Illegal interview questions don’t make it to general discussions about job interviews. So, what is it really and what do we need to know about them? We’ll talk about the same further in this write-up. So, let’s start with the basic thought.
Interview questions need to be focused on your skill set and qualifications for any given job. While it is fine to ask questions relating to your previous job and a bit about your preferences, there’s a line where your interviewer needs to stop.
Some things are strictly considered personal from an ethical and legal point of view. If you are asked anything too personal or the one that has no relevance to the job, it comes within the parameters of illegal interview questions.
But how do we know it’s illegal and even if we know how can we dodge them without being rude and keeping our chances of getting the job at stake?
By being vigilant and smart!
Here are the most asked illegal interview questions (and their types) not allowed to ask and how you can dodge them; politely enough:
Related to Race, ethnicity, or color
Sometimes it might just sound like a normal, ‘bio-data’ inquiry but it isn’t.
Even if the recruiter isn’t asking for the information in order to differentiate, it isn’t legal to acquire such knowledge. As per the law, it is discriminatory to ask such questions in a job interview and to base judgment on the same grounds.
If asked such questions directly, just say that you are an Indian (or otherwise) and are legally allowed to work in the locality. No declaration of further information is required.
If you are asked questions specifying your gender, know that something’s not going right. For example, you are a female (interviewed for the post of a manager/team leader) and asked if you are comfortable to manage a group of men.
Now, don’t answer saying that you can handle men well but focus on your real job role. Just mention that you have experience in managing teams and you are pretty confident you can do that well.
Questions related to family or your marital status
The most they are allowed to know about you is whether you are married or not. If you are asked about plans for getting married or having kids, etc., you can choose to not answer the questions.
As an alternative, you can say that you just know that you are focused towards your career and personal life decisions won’t affect your work professionalism ever.
Illegal Interview Questions About Religion
Some companies ask about the candidate’s religious preferences to know whether they would be available during any particular festive season (which can be a rush season for the company).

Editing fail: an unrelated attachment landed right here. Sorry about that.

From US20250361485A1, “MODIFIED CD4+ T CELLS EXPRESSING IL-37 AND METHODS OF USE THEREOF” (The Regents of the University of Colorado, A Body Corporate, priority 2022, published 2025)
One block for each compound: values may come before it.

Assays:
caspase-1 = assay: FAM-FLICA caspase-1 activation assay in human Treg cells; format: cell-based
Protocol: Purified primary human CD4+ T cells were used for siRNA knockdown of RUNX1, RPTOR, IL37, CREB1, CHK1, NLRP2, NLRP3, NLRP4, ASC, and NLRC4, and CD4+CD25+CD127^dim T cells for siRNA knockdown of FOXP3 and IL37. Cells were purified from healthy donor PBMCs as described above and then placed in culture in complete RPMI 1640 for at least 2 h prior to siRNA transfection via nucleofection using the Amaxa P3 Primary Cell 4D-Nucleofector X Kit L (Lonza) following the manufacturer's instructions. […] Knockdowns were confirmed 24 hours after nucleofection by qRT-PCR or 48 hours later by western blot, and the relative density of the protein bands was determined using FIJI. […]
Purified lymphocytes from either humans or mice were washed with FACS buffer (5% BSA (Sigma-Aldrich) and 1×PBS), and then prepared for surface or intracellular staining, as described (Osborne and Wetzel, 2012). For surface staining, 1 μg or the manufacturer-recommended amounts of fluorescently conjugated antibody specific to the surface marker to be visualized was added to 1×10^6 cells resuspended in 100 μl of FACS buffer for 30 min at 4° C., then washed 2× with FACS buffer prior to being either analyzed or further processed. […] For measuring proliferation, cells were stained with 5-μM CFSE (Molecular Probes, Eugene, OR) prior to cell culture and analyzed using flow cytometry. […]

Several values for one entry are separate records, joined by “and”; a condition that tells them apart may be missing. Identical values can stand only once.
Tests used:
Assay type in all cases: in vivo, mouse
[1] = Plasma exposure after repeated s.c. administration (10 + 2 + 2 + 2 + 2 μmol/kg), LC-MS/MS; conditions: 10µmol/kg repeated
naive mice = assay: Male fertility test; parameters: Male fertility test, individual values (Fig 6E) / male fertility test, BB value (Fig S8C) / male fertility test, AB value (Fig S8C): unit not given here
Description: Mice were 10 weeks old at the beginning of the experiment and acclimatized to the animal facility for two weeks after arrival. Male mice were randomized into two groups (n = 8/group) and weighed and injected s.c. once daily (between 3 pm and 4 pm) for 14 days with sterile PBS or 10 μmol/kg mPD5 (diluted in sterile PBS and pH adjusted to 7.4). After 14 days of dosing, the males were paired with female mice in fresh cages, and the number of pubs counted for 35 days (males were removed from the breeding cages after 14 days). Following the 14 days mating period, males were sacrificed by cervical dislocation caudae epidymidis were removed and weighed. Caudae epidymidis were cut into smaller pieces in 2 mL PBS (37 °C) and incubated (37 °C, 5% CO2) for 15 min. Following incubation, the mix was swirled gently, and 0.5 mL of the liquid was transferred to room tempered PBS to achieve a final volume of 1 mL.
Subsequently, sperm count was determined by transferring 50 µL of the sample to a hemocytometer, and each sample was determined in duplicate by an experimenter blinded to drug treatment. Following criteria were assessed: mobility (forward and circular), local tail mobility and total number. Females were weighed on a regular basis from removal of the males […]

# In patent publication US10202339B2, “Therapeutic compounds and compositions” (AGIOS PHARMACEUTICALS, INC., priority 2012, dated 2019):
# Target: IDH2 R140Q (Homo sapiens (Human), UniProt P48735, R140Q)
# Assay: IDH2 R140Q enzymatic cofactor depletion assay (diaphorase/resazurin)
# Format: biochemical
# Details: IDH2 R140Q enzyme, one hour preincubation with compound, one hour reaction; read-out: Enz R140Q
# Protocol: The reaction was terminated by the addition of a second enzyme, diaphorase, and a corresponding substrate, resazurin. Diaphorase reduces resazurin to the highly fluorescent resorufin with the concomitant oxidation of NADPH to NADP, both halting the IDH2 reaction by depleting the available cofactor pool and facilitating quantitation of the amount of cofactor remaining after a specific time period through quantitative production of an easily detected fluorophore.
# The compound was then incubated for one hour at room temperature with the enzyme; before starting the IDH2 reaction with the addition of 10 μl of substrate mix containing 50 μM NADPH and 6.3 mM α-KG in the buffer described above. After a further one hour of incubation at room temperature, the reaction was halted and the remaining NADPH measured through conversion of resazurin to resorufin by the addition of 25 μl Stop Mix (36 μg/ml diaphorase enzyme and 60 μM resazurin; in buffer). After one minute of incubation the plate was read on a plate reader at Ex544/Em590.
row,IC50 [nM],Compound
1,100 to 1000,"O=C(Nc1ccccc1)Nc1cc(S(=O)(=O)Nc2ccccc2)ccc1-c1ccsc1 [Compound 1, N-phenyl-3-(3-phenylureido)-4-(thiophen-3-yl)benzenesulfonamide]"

But it is rather preferred that they ask it directly instead of asking for personal information about one’s religious inclination.
To dodge such questions you can politely refuse to answer by saying you like to keep your religious and professional commitments separately.
It isn’t known by many or let’s say a majority of people that it is not legal for your employer to know your exact age other than when it is an age-specific or bound job.
For example, if they are hiring a model only up to 30 years of age, you just need to declare on your response that you do fit within the range. They can’t ask for your exact age or date of birth.
That’s because it is also discriminatory to prefer young or older employees for any particular reason(s).
Credit or Financial Status
Your credit information or financial status is not a bar to decide whether you are fit for the job. Moreover, if known, the information can be used unsuitably by the employer.
If you are asked any uncomfortable questions regarding your credit history or bank balance, just say that it won’t affect your work in any manner. The discussion should end there.
While your office in all legality can be a no-smoking and no-alcohol zone, there isn’t really any rule that can make you declare your addictions towards smoking, alcohol, or drugs. At least, they can’t ask this in your job interview.
Later they might ask a medical certificate or test declaring your non-involvement in drugs. But that’s only when your job is finalized and you are to join the company. The reason behind the screening is to ensure you won’t be of trouble to the company in the future.
Education & Faith
While religion and faith already form a lot of illegal interview questions to be asked, mixing it up with one’s education is a blunder.
Your recruiter isn’t legally allowed to ask whether you chose a university or college due to its religious affiliations.
It can be tricky for the interviewee to answer such questions in a job interview even when they know that they aren’t supposed to answer this. You can point out that it is more than religion that your institute teaches and you focused on that part.
Your medical history
In consideration of the people you are going to work with, the company can ask you to submit a medical certificate declaring that you are fit and that you don’t have any communicable disease. But to ask about your medical history is another matter.
Your employer is not entitled to know of any illnesses you had in past and which is of no harm to your colleagues now. If asked, just put it on them questioning how that’s relevant to the work or rather just say you are fit and healthy to work, not focusing on the ‘past’.
As can be easily concluded, Illegal interview questions basically are all those questions which don’t have anything to do regarding the job requirement.
For example, apart from knowing if you are based in the same region, it is of no business of the recruiter to ask why you chose the particular neighborhood to raise your children in.
So, next time you sit for an interview and you aren’t comfortable with such questions, know that you aren’t bound to answer them in the first place!
Not only are you in all position to ignore or diplomatically answer these questions, but are totally allowed to refuse to answer them.